Guest post by Robert A. Vega and Dustin Siggins

As France recovers from last week’s terrorist attacks against the satirical magazine Charlie Hebdo, the Western world, including journalists and social media spectators across the political spectrum, are rallying around freedom of speech – even offensive speech.

While they are rightly united in the conviction that objectionable expression should be safe from violent retaliation, it is increasingly clear that the freedom of speech often works only at that bare minimum — protecting us from imprisonment and decapitation by governments, but not from social and economic destruction by our fellow Americans, including government officials.

Take the case of Kelvin Cochran, Atlanta’s former fire chief. Cochran was fired by Mayor Kasim Reed last week after 30 years of service for writing a book on morality, with a passage on homosexuality, in his private time for a Bible study group.

Another mayor who has targeted those with certain beliefs is Houston Mayor Annise Parker, who last October moved to subpoena sermons from pastors who had opposed an ordinance that would make public bathrooms gender-neutral. After a national outcry, Parker backed-off.

Two leading businesspeople have also faced the wrath of the outrage industry. Last year, Mozilla CEO Brendan Eich — who along with 52 percent of California voters backed the pro-marriage Proposition 8 in 2008– was forced to resign over his beliefs.

Memorably in 2012, Chick-fil-A CEO Dan Cathy was the object of public rage for maintaining traditional views on marriage, as well as the target of vindictive mayors Tom Menino of Boston and Rahm Emanuel of Chicago, who threatened to exile his business.

It’s not just public officials who engage in this behavior. Marquette University’s Professor John McAdams was banned from campus for blog posts criticizing fellow faculty member Cheryl Abbate. McAdams criticized Abbate for saying — in a class discussion on controversial ethical issues, at a Catholic university — that “everybody agrees on [gay rights], and there is no need to discuss it.”

Perhaps surprisingly, no punishment has come to Abatte, who told a student, “you don’t have the right in this class to make homophobic comments” — which appear to include any divergence from the LGBT agenda.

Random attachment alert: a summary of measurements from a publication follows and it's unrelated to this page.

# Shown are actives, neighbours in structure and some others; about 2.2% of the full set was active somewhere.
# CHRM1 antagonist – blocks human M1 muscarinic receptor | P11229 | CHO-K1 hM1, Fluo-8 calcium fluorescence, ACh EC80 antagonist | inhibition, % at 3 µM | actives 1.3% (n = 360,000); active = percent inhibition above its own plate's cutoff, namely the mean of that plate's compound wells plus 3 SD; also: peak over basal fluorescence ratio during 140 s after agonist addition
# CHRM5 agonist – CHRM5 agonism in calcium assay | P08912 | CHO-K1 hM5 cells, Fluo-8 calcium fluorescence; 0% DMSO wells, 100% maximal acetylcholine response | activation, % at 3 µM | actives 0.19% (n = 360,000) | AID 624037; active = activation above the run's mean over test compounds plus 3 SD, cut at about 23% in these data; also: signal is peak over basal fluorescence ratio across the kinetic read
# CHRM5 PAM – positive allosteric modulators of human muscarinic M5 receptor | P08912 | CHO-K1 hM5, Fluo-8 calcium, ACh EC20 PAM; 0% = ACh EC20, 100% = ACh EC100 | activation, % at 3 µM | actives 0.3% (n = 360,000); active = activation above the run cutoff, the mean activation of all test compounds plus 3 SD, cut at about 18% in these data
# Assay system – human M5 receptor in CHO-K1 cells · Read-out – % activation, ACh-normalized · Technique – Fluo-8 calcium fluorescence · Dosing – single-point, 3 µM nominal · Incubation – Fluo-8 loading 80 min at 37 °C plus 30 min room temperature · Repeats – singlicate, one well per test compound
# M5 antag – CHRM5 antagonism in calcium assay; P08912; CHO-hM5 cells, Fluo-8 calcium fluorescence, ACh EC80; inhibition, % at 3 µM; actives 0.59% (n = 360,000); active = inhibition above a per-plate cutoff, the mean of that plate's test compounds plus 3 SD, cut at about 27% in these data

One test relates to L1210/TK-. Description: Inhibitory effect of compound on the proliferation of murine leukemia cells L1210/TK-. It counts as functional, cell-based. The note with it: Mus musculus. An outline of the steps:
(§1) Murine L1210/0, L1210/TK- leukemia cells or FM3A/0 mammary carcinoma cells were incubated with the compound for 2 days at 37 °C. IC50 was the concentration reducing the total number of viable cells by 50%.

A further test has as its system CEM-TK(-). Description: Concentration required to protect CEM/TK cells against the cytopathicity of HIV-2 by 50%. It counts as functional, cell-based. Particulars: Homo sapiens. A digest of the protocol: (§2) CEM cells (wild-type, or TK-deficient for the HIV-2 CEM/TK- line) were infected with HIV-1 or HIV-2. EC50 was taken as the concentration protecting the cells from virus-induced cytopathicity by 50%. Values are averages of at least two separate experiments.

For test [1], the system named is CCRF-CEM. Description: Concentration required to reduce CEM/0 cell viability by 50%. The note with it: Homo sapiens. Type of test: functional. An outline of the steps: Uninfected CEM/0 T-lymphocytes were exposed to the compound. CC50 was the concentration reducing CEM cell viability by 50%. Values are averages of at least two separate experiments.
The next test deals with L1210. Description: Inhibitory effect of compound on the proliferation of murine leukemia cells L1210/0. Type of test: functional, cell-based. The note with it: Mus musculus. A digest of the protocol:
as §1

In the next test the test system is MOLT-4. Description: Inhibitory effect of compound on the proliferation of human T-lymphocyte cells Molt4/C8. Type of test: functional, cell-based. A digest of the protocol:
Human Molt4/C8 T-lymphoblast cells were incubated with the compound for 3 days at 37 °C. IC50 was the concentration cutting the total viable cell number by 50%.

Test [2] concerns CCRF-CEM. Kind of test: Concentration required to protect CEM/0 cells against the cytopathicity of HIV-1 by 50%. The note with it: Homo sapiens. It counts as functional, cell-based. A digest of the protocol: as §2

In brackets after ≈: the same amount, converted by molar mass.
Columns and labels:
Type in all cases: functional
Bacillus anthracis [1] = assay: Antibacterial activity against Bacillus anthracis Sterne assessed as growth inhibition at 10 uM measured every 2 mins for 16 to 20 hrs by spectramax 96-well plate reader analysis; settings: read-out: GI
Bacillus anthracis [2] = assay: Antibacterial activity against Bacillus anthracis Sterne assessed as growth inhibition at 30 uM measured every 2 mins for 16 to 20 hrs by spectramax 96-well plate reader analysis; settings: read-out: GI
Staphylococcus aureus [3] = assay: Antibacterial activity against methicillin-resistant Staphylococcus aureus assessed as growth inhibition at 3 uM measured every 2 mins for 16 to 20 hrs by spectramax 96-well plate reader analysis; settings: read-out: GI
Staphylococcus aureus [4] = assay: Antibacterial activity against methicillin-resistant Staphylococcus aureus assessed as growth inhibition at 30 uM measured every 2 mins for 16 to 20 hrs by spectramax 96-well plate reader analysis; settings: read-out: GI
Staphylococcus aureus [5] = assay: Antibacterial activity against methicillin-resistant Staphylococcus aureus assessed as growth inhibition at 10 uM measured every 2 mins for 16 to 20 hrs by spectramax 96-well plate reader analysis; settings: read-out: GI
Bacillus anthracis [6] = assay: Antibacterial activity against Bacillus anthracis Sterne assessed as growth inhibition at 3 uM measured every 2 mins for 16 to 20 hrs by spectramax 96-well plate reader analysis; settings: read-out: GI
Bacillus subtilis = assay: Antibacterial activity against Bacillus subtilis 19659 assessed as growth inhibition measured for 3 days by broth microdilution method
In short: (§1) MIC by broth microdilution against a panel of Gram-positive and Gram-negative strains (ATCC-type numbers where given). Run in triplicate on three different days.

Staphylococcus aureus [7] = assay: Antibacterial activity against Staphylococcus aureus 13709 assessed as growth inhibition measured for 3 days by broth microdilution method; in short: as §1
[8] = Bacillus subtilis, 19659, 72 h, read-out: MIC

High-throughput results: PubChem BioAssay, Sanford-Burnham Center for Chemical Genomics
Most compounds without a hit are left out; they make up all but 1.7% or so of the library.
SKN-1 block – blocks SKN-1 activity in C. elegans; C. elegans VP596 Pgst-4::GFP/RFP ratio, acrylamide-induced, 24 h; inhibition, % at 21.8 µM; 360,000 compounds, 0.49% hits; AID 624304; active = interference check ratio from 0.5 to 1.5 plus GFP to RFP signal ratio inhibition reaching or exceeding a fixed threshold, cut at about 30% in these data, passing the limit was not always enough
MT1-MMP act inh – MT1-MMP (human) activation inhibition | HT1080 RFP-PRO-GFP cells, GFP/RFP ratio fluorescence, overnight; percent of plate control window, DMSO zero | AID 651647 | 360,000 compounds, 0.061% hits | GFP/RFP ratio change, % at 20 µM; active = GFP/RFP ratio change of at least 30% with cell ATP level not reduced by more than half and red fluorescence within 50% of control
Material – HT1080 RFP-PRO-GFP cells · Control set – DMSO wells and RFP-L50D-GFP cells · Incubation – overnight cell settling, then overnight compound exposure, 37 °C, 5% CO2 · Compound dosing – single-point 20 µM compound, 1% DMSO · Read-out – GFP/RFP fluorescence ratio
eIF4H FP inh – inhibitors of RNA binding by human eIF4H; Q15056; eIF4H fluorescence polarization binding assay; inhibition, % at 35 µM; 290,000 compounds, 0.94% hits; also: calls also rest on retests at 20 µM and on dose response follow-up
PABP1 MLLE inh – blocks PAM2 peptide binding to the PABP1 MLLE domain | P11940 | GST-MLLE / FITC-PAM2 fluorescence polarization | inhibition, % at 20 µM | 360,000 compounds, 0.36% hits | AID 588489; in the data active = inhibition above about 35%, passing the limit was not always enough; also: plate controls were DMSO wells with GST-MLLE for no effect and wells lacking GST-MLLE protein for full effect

The purge continues in the media, where Duck Dynasty’s Phil Robertson was suspended for quoting the Bible on marriage, and the show Flip It Forward was cancelled over the pro-life, pro-family, views of Jason and David Benham.

And the list goes on. Civil suits abound to force Christian bakers, florists, photographers, and chapel operators to implement the new definition of marriage. Religious organizations have been forced to shut-down charitable adoption agencies in light of same-sex “marriage” laws. More recently, our nation’s capital removed religious liberty protections to potentially force religious organizations to pay for abortions, as well as make Catholic schools promote LGBT activities.

In England, couples who hold traditional views are often even deemed unfit to foster or adopt children.

The public crusade for unanimity on controversial issues goes beyond sexuality. Last year, a curiously high number of conservative university commencement speakers were disinvited by angry student bodies over their politics.

The attacks can get quite personal. Questioning climate change (despite the scientific community’s backing away from the “hockey stick,” rethinking the thermal absorbency of the ocean, adjusting 20th century temperature readings, massaging data, making a host of failed predictions, and changing the phenomenon’s very name) is to be dubbed the village idiot. Anything short of fully standing behind the media and government’s particular conceptualization of the campus rape problem is declared to be misogyny, as is suggesting solutions contrary to sexual libertinism. To give the benefit of the doubt to police officers dealing with unruly suspects is racist. And to maintain that marriage is what it was universally considered until 2003 is not only bigotry, but high blasphemy.

Once labeled, offenders face peril in their employment and communities. While the First Amendment does not protect one from private discrimination – government officials like Emanuel, Parker, and Reed may want to check their pocket Constitutions, however — nor does society benefit from targeting those whose opinions are merely politically incorrect or unpopular.

So while events in France have rightly energized all sides to cheer the freedom to express unpopular opinions, the West should take the opportunity to ask whether the bare minimum of not executing those who profess unpopular speech is enough. Indeed, we should consider whether it is not still a violation of fundamental liberties for society to deny its citizens the opportunity to use the breath they have been allowed to keep.

Robert Vega is a congressional staffer in Washington, D.C., and a 2011 graduate of Harvard Law School who has been published by American Thinker, Catholic News Agency, and other publications. His summer associate work contributed to a victory in the lawsuit against the Obamacare individual mandate.

Siggins is the D.C. correspondent for LifeSiteNews, a leading pro-life and pro-family daily news site. He is a co-author of the book America’s Bankrupt Legacy: The Future of the Debt-Paying Generation, to be published in 2015. Siggins has been published by USA TODAY, Roll Call, National Review Online, Huffington Post, and many other publications.

The opinions expressed are solely those of the authors.